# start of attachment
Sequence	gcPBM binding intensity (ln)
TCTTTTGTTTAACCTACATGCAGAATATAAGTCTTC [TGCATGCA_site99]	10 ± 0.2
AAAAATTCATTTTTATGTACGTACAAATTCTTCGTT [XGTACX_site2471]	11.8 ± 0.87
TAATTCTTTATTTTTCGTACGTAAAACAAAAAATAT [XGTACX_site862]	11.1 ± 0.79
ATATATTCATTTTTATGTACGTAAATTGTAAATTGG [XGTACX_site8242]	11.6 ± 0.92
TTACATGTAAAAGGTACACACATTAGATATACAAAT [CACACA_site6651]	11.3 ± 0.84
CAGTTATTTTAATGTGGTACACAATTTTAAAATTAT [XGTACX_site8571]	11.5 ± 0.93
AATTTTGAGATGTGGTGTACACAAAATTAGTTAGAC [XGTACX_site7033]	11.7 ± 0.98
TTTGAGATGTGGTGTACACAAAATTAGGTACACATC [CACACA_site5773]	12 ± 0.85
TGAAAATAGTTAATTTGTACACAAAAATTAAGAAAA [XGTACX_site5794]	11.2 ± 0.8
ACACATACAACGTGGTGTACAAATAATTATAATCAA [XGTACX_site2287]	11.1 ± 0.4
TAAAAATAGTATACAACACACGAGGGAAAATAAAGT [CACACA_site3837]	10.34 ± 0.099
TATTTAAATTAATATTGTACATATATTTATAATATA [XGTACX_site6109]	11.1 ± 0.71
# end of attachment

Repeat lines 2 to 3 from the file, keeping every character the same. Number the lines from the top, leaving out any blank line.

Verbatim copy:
TCTTTTGTTTAACCTACATGCAGAATATAAGTCTTC [TGCATGCA_site99]	10 ± 0.2
AAAAATTCATTTTTATGTACGTACAAATTCTTCGTT [XGTACX_site2471]	11.8 ± 0.87